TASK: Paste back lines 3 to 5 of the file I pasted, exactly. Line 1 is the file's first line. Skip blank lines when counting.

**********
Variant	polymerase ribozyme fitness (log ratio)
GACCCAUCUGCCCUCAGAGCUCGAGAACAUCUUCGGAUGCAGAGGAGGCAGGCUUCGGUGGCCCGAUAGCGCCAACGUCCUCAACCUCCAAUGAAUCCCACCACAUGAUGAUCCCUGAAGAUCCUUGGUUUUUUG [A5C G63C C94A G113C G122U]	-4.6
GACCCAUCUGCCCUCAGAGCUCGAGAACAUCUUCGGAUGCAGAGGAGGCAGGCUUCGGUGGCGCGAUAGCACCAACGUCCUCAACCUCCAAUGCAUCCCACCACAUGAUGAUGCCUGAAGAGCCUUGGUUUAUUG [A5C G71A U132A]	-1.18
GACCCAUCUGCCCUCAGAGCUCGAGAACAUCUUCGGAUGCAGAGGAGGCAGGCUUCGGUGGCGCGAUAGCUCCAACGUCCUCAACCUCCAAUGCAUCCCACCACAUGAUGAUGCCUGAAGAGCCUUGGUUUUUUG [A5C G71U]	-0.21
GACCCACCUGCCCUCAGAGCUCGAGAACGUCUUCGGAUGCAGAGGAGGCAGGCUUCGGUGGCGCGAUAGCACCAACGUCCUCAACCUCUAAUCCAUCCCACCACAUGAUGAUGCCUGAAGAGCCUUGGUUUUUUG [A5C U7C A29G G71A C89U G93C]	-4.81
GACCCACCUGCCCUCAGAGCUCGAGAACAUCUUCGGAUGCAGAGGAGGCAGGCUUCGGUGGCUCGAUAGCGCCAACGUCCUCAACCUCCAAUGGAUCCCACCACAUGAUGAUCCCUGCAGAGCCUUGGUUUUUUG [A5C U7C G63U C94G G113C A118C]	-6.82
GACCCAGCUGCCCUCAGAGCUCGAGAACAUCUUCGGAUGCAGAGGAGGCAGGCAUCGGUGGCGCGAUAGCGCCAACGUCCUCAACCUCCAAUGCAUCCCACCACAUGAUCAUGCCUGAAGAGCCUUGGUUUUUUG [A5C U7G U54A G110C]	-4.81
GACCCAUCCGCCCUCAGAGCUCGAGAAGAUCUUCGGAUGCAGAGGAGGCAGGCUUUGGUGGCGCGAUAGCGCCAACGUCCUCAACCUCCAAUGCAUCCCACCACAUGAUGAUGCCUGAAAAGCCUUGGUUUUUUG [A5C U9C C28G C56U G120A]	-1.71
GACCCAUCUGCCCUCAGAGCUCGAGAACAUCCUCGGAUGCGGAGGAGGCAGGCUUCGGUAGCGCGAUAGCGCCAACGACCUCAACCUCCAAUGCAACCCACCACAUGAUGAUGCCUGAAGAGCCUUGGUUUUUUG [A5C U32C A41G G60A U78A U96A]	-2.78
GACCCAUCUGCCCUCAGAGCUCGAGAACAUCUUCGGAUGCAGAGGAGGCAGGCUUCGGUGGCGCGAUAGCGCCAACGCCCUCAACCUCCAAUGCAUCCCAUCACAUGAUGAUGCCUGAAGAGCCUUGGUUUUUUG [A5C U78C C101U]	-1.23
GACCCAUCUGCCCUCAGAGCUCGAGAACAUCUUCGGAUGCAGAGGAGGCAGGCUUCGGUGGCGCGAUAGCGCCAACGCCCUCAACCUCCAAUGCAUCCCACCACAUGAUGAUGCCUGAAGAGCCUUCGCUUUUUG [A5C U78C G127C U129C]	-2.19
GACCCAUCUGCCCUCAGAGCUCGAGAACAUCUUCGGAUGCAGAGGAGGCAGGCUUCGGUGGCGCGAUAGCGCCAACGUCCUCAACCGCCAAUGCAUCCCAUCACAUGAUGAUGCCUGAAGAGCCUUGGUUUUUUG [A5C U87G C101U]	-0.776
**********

GACCCAUCUGCCCUCAGAGCUCGAGAACAUCUUCGGAUGCAGAGGAGGCAGGCUUCGGUGGCGCGAUAGCACCAACGUCCUCAACCUCCAAUGCAUCCCACCACAUGAUGAUGCCUGAAGAGCCUUGGUUUAUUG [A5C G71A U132A]	-1.18
GACCCAUCUGCCCUCAGAGCUCGAGAACAUCUUCGGAUGCAGAGGAGGCAGGCUUCGGUGGCGCGAUAGCUCCAACGUCCUCAACCUCCAAUGCAUCCCACCACAUGAUGAUGCCUGAAGAGCCUUGGUUUUUUG [A5C G71U]	-0.21
GACCCACCUGCCCUCAGAGCUCGAGAACGUCUUCGGAUGCAGAGGAGGCAGGCUUCGGUGGCGCGAUAGCACCAACGUCCUCAACCUCUAAUCCAUCCCACCACAUGAUGAUGCCUGAAGAGCCUUGGUUUUUUG [A5C U7C A29G G71A C89U G93C]	-4.81